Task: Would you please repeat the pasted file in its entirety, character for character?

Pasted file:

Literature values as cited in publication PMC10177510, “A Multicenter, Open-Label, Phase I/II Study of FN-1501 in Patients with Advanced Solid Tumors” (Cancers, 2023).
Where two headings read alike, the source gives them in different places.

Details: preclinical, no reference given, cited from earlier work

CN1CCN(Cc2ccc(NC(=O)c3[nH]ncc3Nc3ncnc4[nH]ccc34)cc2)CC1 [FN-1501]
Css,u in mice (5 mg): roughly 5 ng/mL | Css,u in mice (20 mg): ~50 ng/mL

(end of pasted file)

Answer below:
Literature values as cited in publication PMC10177510, “A Multicenter, Open-Label, Phase I/II Study of FN-1501 in Patients with Advanced Solid Tumors” (Cancers, 2023).
Where two headings read alike, the source gives them in different places.

Details: preclinical, no reference given, cited from earlier work

CN1CCN(Cc2ccc(NC(=O)c3[nH]ncc3Nc3ncnc4[nH]ccc34)cc2)CC1 [FN-1501]
Css,u in mice (5 mg): roughly 5 ng/mL | Css,u in mice (20 mg): ~50 ng/mL